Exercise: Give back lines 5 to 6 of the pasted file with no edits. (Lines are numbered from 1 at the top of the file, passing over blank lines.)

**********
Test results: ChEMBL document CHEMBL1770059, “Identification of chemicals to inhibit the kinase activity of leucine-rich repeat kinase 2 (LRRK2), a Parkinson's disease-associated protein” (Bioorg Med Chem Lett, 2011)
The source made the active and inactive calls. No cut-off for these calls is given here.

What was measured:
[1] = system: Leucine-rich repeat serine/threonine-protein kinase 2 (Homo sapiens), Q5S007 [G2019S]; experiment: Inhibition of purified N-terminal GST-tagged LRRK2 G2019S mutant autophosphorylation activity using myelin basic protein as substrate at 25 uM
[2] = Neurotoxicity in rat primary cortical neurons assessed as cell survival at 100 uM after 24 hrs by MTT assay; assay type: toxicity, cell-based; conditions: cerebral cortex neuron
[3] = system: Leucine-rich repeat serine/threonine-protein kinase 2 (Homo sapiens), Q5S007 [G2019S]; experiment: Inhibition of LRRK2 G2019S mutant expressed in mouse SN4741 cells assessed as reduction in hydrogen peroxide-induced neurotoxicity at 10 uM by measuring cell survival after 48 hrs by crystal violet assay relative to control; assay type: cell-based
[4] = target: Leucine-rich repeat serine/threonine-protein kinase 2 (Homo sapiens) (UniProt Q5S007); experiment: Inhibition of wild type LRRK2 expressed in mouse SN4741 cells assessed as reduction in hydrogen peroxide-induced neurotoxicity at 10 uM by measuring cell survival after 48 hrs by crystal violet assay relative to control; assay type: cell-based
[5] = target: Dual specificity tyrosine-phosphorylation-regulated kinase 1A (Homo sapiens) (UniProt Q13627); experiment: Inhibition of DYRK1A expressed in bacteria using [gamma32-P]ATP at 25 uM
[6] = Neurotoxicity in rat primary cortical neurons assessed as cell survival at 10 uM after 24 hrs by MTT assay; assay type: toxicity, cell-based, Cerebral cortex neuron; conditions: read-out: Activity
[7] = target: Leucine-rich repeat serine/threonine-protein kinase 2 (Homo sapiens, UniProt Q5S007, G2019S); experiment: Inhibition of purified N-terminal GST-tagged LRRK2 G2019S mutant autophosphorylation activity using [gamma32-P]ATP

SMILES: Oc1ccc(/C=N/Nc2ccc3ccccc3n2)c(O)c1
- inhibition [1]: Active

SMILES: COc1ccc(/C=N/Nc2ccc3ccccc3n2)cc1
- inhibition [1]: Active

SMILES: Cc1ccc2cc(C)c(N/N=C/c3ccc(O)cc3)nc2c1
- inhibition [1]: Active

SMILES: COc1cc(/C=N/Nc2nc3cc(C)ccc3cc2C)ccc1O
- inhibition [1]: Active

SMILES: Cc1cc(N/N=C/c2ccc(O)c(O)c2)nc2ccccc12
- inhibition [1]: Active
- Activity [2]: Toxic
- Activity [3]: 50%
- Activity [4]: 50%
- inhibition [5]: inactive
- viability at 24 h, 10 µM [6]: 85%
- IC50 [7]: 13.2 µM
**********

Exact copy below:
[2] = Neurotoxicity in rat primary cortical neurons assessed as cell survival at 100 uM after 24 hrs by MTT assay; assay type: toxicity, cell-based; conditions: cerebral cortex neuron
[3] = system: Leucine-rich repeat serine/threonine-protein kinase 2 (Homo sapiens), Q5S007 [G2019S]; experiment: Inhibition of LRRK2 G2019S mutant expressed in mouse SN4741 cells assessed as reduction in hydrogen peroxide-induced neurotoxicity at 10 uM by measuring cell survival after 48 hrs by crystal violet assay relative to control; assay type: cell-based